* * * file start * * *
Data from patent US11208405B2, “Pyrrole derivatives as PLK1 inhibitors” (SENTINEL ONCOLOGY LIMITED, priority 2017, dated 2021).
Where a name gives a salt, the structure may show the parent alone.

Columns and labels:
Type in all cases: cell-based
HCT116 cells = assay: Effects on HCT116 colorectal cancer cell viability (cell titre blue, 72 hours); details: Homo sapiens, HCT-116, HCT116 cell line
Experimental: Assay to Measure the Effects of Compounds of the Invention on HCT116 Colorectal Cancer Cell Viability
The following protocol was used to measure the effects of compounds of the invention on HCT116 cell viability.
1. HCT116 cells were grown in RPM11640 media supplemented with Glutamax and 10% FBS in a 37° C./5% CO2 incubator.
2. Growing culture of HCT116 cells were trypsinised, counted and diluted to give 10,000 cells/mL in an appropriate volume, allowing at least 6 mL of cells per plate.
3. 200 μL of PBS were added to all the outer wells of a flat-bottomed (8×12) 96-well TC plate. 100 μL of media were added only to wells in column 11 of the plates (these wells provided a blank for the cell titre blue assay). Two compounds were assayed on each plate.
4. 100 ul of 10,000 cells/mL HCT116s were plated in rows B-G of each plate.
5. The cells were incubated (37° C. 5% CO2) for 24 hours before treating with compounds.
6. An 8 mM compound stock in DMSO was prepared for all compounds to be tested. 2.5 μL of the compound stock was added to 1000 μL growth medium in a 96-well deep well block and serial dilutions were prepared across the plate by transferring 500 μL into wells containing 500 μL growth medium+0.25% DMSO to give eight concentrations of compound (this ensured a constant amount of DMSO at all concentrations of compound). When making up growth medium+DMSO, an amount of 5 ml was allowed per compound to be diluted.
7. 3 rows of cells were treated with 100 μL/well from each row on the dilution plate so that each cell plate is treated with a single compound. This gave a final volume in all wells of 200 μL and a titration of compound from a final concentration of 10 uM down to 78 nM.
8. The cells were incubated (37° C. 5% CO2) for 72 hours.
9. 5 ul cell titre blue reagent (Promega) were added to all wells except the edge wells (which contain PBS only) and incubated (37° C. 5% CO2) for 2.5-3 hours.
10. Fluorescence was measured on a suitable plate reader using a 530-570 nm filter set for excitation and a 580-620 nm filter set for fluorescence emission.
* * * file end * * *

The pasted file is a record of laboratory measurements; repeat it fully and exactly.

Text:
Data from patent US11208405B2, “Pyrrole derivatives as PLK1 inhibitors” (SENTINEL ONCOLOGY LIMITED, priority 2017, dated 2021).
Where a name gives a salt, the structure may show the parent alone.

Columns and labels:
Type in all cases: cell-based
HCT116 cells = assay: Effects on HCT116 colorectal cancer cell viability (cell titre blue, 72 hours); details: Homo sapiens, HCT-116, HCT116 cell line
Experimental: Assay to Measure the Effects of Compounds of the Invention on HCT116 Colorectal Cancer Cell Viability
The following protocol was used to measure the effects of compounds of the invention on HCT116 cell viability.
1. HCT116 cells were grown in RPM11640 media supplemented with Glutamax and 10% FBS in a 37° C./5% CO2 incubator.
2. Growing culture of HCT116 cells were trypsinised, counted and diluted to give 10,000 cells/mL in an appropriate volume, allowing at least 6 mL of cells per plate.
3. 200 μL of PBS were added to all the outer wells of a flat-bottomed (8×12) 96-well TC plate. 100 μL of media were added only to wells in column 11 of the plates (these wells provided a blank for the cell titre blue assay). Two compounds were assayed on each plate.
4. 100 ul of 10,000 cells/mL HCT116s were plated in rows B-G of each plate.
5. The cells were incubated (37° C. 5% CO2) for 24 hours before treating with compounds.
6. An 8 mM compound stock in DMSO was prepared for all compounds to be tested. 2.5 μL of the compound stock was added to 1000 μL growth medium in a 96-well deep well block and serial dilutions were prepared across the plate by transferring 500 μL into wells containing 500 μL growth medium+0.25% DMSO to give eight concentrations of compound (this ensured a constant amount of DMSO at all concentrations of compound). When making up growth medium+DMSO, an amount of 5 ml was allowed per compound to be diluted.
7. 3 rows of cells were treated with 100 μL/well from each row on the dilution plate so that each cell plate is treated with a single compound. This gave a final volume in all wells of 200 μL and a titration of compound from a final concentration of 10 uM down to 78 nM.
8. The cells were incubated (37° C. 5% CO2) for 72 hours.
9. 5 ul cell titre blue reagent (Promega) were added to all wells except the edge wells (which contain PBS only) and incubated (37° C. 5% CO2) for 2.5-3 hours.
10. Fluorescence was measured on a suitable plate reader using a 530-570 nm filter set for excitation and a 580-620 nm filter set for fluorescence emission.